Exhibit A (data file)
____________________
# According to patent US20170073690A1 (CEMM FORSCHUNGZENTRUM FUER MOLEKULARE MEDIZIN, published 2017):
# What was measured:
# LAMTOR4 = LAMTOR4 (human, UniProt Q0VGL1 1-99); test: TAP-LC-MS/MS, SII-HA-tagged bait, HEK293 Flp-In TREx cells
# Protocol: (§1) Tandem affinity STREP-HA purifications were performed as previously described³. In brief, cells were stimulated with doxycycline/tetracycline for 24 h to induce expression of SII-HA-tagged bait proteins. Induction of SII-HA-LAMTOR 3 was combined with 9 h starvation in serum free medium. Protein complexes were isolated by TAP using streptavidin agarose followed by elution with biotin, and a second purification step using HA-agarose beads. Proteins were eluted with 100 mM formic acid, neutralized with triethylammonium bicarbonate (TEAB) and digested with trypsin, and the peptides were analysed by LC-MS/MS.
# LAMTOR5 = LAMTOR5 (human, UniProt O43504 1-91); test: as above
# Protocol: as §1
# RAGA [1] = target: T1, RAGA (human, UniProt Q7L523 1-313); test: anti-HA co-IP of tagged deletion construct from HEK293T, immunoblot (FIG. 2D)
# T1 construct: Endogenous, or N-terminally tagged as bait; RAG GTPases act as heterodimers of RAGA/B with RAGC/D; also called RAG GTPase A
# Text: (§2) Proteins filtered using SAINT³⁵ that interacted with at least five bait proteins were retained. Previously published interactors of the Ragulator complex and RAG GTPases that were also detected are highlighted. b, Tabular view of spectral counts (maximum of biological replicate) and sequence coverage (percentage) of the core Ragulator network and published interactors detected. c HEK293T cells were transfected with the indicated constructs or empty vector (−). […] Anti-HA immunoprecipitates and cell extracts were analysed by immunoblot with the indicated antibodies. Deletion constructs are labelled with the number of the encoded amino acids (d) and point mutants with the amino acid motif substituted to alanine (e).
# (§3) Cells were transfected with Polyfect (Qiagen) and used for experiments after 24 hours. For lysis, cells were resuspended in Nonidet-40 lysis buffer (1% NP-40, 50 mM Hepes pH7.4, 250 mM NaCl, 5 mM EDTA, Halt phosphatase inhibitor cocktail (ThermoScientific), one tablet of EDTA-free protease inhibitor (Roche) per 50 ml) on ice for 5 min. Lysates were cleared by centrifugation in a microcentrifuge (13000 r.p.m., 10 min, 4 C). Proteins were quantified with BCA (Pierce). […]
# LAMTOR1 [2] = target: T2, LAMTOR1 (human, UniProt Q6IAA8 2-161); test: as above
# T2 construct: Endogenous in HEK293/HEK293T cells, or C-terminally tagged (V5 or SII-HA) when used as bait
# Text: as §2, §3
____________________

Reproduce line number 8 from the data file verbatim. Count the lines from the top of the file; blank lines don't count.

# T1 construct: Endogenous, or N-terminally tagged as bait; RAG GTPases act as heterodimers of RAGA/B with RAGC/D; also called RAG GTPase A